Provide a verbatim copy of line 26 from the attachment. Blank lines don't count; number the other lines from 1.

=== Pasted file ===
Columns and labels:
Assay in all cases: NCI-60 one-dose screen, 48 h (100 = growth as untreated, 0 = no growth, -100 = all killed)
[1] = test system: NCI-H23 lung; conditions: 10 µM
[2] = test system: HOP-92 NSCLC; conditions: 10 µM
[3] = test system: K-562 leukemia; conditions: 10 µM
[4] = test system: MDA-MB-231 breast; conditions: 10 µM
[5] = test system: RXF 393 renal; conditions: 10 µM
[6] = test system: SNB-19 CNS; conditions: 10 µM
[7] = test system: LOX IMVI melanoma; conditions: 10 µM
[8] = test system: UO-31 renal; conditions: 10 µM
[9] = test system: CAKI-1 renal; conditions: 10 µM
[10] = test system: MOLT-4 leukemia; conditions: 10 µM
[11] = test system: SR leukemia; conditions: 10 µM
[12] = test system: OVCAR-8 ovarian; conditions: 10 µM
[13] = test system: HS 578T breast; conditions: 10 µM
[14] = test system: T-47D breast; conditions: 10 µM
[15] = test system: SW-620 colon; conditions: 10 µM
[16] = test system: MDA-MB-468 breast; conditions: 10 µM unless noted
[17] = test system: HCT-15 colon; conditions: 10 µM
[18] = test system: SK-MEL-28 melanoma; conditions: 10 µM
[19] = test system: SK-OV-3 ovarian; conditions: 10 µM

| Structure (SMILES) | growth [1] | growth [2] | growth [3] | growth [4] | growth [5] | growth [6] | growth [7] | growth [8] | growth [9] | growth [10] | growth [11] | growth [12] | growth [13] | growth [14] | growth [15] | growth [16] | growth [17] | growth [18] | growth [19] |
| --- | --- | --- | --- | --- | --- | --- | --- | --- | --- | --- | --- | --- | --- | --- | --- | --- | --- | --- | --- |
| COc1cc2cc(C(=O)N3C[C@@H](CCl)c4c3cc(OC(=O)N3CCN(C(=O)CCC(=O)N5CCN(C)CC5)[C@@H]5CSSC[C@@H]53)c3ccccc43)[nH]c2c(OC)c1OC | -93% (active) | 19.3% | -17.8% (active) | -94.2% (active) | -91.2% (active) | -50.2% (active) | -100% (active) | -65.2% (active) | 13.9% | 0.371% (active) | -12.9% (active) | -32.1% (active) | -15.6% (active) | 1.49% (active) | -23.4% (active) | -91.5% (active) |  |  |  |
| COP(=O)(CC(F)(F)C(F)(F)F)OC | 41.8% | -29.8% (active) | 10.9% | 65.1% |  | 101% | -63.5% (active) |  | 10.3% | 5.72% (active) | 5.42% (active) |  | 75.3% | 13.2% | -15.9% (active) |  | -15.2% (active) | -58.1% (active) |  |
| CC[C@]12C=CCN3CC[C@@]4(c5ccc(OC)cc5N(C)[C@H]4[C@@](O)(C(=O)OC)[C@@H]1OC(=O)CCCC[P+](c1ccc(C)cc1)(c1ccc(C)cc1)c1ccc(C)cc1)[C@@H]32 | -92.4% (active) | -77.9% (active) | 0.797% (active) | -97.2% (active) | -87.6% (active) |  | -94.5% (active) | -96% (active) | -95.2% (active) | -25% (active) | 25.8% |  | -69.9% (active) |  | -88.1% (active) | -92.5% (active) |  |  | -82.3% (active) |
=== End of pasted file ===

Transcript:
| CC[C@]12C=CCN3CC[C@@]4(c5ccc(OC)cc5N(C)[C@H]4[C@@](O)(C(=O)OC)[C@@H]1OC(=O)CCCC[P+](c1ccc(C)cc1)(c1ccc(C)cc1)c1ccc(C)cc1)[C@@H]32 | -92.4% (active) | -77.9% (active) | 0.797% (active) | -97.2% (active) | -87.6% (active) |  | -94.5% (active) | -96% (active) | -95.2% (active) | -25% (active) | 25.8% |  | -69.9% (active) |  | -88.1% (active) | -92.5% (active) |  |  | -82.3% (active) |